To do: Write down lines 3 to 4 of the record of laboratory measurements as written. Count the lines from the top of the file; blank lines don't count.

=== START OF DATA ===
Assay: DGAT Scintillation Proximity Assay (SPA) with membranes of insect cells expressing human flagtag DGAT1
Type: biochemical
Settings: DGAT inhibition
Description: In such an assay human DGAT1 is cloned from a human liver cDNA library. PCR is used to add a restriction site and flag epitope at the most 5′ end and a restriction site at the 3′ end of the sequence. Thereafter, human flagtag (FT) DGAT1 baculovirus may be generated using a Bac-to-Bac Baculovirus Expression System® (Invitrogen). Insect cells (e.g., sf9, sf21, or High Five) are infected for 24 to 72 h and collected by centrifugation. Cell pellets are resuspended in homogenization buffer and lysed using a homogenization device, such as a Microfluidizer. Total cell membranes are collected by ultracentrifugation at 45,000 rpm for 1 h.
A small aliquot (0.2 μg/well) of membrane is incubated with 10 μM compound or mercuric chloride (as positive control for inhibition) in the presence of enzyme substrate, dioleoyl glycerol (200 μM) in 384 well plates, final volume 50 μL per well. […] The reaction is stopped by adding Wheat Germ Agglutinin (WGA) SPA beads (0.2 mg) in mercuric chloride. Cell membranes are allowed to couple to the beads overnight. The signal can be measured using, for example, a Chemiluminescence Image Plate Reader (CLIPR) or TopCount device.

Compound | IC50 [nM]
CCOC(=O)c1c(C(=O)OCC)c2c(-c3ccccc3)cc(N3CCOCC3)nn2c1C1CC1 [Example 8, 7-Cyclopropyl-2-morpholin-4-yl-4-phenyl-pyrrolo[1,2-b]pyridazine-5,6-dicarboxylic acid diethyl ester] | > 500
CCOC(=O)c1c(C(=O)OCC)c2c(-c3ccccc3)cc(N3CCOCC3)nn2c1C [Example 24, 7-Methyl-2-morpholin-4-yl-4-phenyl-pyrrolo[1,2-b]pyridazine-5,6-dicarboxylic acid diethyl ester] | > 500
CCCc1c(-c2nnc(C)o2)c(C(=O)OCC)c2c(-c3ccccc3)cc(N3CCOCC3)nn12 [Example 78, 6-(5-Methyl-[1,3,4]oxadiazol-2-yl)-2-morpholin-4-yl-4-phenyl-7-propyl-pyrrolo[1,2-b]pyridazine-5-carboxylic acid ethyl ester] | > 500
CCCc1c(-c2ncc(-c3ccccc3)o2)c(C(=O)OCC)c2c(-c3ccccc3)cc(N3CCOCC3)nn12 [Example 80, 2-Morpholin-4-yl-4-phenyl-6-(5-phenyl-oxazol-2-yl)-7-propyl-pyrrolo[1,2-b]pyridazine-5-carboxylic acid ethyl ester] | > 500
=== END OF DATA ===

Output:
Settings: DGAT inhibition
Description: In such an assay human DGAT1 is cloned from a human liver cDNA library. PCR is used to add a restriction site and flag epitope at the most 5′ end and a restriction site at the 3′ end of the sequence. Thereafter, human flagtag (FT) DGAT1 baculovirus may be generated using a Bac-to-Bac Baculovirus Expression System® (Invitrogen). Insect cells (e.g., sf9, sf21, or High Five) are infected for 24 to 72 h and collected by centrifugation. Cell pellets are resuspended in homogenization buffer and lysed using a homogenization device, such as a Microfluidizer. Total cell membranes are collected by ultracentrifugation at 45,000 rpm for 1 h.